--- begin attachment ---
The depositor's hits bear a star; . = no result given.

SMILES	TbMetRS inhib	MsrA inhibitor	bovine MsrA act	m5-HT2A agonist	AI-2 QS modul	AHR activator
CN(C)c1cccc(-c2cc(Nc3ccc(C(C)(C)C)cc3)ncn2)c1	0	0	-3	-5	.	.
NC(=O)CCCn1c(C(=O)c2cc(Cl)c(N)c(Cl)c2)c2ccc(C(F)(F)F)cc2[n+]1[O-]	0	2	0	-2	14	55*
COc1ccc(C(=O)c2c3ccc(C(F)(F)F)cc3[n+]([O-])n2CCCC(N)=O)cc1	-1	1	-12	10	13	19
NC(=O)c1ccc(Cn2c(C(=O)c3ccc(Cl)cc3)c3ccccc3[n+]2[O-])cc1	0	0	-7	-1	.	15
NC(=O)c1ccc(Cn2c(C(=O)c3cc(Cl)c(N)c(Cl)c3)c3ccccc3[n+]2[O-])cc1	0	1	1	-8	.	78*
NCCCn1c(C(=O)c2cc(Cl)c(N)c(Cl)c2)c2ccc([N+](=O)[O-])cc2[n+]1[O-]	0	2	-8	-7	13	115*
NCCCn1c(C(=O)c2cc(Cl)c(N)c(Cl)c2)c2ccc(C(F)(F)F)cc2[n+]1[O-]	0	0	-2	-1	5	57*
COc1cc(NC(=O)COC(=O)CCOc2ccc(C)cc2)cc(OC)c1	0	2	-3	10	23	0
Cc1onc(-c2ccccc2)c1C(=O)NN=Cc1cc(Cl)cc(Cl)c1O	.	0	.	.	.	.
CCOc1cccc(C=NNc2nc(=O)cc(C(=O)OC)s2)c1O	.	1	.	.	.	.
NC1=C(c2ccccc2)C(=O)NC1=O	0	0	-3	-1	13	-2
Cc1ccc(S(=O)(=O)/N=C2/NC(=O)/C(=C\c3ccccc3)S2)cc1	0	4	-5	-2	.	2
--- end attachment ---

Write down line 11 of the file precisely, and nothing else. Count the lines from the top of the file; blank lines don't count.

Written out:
Cc1onc(-c2ccccc2)c1C(=O)NN=Cc1cc(Cl)cc(Cl)c1O	.	0	.	.	.	.